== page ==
Castlevania is one of the most iconic names in video games, so to honor the long-running, vampire-ridden series, we decided to put together a guide to best Castlevania games of all time! No further ado, check out now!
For this guide for best castlevania games ranked, we’re skipping Vampire Killer and Haunted Castle, as well as the Castlevania port for the Sharp X68000, which was later released for the PlayStation and eventually the PlayStation Network as Castlevania Chronicles. All of the aforementioned titles are ports or re-imaginings of the original Castlevania. Although they differ in a handful of ways, they’re not distinct enough to warrant their own spot. Still, if you’re a fan of the original game, Vampire Killer and Haunted Castle provide a unique spin.
Symphony of the Night – No 1 in the best Castlevania games
It’s hard to talk about Castlevania without mentioning one of the best PS1 games, Symphony of the Night. As the directorial debut for Koji Igarashi, Symphony of the Night has become a defining title in the Castlevania series, ditching the more linear gameplay of previous titles in favor of Super Metroid-style exploration — making it a solid Metroidvania game.
Aria of Sorrow
For ranking Castlevania games, we can’t miss this game.
Aria of Sorrow is another Koji Igarashi-led Castlevania game, and like Symphony of the Night, features open-ended exploration. It does so on the Game Boy Advance, however. Although there were other titles similar to Aria of Sorrow on the GBA, none of them got as close to the Symphony of the Night experience as Aria of Sorrow.
Mechanically, Aria of Sorrow is similar to the GBA games that came before it. That said, most reviewers at the time found its story, graphics, and music superior, if only by a small margin. Regardless, if you’re looking for a go-to Castlevania game on GBA, it should be Aria of Sorrow.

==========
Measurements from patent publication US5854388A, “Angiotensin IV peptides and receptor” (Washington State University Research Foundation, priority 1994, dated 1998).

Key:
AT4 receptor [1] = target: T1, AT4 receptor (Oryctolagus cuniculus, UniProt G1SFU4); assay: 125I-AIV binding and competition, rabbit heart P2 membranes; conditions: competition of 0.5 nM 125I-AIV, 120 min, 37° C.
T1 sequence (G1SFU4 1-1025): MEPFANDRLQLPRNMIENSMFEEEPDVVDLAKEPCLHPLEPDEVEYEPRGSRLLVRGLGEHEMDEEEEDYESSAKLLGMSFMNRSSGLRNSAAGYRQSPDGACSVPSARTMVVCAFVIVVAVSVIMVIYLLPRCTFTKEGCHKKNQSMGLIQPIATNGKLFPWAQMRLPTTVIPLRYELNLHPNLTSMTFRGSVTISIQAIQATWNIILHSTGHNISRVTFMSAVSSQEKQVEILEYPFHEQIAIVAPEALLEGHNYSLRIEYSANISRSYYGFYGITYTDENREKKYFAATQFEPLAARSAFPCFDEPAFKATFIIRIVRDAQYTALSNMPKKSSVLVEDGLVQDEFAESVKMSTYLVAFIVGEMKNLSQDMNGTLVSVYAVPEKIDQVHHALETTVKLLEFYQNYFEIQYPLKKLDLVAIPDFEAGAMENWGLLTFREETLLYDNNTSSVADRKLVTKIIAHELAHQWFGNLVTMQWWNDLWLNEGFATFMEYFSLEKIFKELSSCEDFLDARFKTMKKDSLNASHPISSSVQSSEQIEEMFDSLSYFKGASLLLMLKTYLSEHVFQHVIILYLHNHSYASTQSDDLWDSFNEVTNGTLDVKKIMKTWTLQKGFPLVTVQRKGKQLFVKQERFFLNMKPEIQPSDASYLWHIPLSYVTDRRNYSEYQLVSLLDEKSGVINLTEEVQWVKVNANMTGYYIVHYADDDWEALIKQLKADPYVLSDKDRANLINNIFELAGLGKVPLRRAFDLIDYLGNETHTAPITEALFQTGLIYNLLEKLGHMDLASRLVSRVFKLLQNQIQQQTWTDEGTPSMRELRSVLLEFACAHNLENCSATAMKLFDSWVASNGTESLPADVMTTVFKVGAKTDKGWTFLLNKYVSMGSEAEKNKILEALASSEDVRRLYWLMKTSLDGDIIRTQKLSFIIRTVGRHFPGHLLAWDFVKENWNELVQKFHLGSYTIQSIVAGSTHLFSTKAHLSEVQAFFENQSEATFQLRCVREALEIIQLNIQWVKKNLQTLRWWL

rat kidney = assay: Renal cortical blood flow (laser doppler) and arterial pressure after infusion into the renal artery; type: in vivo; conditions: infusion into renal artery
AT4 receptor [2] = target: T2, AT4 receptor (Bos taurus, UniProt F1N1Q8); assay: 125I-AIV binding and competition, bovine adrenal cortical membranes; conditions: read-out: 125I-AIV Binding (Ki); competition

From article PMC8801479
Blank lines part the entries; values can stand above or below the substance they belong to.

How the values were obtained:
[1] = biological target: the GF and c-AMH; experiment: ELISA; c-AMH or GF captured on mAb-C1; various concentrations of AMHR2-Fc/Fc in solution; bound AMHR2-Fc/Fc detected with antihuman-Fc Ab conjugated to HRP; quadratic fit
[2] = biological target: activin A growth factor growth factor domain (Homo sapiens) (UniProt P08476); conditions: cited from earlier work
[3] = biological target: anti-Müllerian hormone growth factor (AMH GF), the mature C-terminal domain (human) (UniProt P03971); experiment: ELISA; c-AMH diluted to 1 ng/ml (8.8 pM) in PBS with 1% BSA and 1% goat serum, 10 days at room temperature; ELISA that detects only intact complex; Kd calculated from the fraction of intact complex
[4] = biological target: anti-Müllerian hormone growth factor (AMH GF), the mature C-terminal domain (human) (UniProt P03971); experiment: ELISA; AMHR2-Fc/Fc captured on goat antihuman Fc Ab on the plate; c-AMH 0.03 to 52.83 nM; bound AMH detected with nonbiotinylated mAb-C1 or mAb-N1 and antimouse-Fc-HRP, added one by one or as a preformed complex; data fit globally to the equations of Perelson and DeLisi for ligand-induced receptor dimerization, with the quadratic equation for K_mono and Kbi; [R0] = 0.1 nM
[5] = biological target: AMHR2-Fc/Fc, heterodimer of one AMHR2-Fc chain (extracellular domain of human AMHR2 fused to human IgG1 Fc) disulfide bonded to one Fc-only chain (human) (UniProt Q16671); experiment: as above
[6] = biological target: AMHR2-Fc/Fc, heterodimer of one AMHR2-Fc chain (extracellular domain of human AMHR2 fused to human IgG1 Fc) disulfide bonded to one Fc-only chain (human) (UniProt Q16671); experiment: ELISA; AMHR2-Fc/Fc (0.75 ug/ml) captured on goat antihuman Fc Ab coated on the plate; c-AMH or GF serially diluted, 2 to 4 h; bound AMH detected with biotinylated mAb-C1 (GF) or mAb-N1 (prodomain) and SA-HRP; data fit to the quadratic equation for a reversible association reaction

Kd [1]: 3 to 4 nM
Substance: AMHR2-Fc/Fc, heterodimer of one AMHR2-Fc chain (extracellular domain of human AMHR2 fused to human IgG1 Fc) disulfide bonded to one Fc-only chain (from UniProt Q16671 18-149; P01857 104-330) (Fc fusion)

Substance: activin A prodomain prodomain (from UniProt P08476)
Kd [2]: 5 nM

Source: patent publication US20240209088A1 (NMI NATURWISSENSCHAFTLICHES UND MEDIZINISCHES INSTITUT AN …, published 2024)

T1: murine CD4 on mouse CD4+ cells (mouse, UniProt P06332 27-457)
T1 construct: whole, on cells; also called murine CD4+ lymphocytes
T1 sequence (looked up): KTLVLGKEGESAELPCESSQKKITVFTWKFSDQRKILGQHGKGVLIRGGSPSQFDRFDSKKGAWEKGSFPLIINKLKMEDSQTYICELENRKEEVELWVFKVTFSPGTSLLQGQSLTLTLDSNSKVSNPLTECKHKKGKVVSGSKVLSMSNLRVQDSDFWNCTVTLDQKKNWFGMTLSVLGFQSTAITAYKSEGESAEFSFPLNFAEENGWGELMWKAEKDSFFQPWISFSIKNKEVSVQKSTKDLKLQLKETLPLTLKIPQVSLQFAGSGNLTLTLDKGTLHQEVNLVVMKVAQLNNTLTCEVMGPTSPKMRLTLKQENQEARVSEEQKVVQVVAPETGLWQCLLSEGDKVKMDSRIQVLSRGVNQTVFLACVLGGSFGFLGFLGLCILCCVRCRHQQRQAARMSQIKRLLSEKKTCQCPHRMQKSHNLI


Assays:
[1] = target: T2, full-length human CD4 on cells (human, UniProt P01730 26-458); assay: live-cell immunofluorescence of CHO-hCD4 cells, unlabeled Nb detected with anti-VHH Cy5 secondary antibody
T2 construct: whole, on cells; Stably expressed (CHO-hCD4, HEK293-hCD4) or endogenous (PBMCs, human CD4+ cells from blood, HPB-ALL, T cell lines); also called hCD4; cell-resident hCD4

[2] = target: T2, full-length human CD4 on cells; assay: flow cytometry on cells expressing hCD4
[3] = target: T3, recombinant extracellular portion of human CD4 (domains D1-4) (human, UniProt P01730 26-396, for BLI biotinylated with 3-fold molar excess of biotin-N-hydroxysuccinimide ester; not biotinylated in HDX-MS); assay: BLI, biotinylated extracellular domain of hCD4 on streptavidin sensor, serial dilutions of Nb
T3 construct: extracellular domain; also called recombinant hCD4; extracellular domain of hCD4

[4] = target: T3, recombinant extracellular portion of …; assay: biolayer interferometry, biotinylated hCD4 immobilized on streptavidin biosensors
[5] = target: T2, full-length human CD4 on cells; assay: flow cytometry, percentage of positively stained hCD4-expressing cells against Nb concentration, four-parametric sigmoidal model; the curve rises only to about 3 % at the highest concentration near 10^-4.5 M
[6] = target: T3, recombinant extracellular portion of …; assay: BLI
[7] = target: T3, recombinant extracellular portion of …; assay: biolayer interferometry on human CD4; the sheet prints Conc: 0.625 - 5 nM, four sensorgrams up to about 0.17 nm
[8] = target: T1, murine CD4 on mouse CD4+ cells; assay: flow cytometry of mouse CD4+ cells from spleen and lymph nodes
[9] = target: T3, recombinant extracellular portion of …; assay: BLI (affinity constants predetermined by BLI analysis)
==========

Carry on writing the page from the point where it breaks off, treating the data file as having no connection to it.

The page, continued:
Circle of the Moon
Circle of the Moon was the first Castlevania game released on the GBA. Much like Aria of Sorrow, Circle of the Moon mirrors the exploration of Symphony of the Night, though it isn’t as refined as the GBA titles that would follow. In particular, Circle of the Moon doesn’t take full advantage of the GBA’s graphical capabilities.
The graphics are dark and, as a result, difficult to see. Although the core gameplay is some of the best the Castlevania series has seen, the overall experience isn’t as fluid as Aria of Sorrow. Still, if you like open-ended Castlevania games, Circle of the Moon is a must play.
Dawn of Sorrow
Dawn of Sorrow was the first Castlevania game released as a Nintendo DS game, giving core gamers a reason to upgrade to Nintendo’s latest handheld. Like our previous picks, Dawn of Sorrow was headed by Koji Igarashi, leaving intact the Metroid-esque exploration seen in previous titles.
In many ways, Dawn of Sorrow feels like a refreshed Aria of Sorrow, just with better visuals and the convenience of two screens. As for other differences, Dawn of Sorrow features a few new gameplay mechanics, but cuts down the length significantly; Dawn of Sorrow is one of the shortest games in the Castlevania series.
Castlevania III: Dracula’s Curse
Breaking from the Koji Igarashi-led Castlevania games, Dracula’s Curse is the first title in the series that shows what it would eventually become. Castlevania III combines all of the best elements of Castlevania and Simon’s Quest into a single game, expanding the RPG elements seen with the second release while not letting platforming fall by the wayside.
Thank you for reading the ranking of best Castlevania games. For more games like Castlevania, check out this list What Are The Best Action Adventure Games?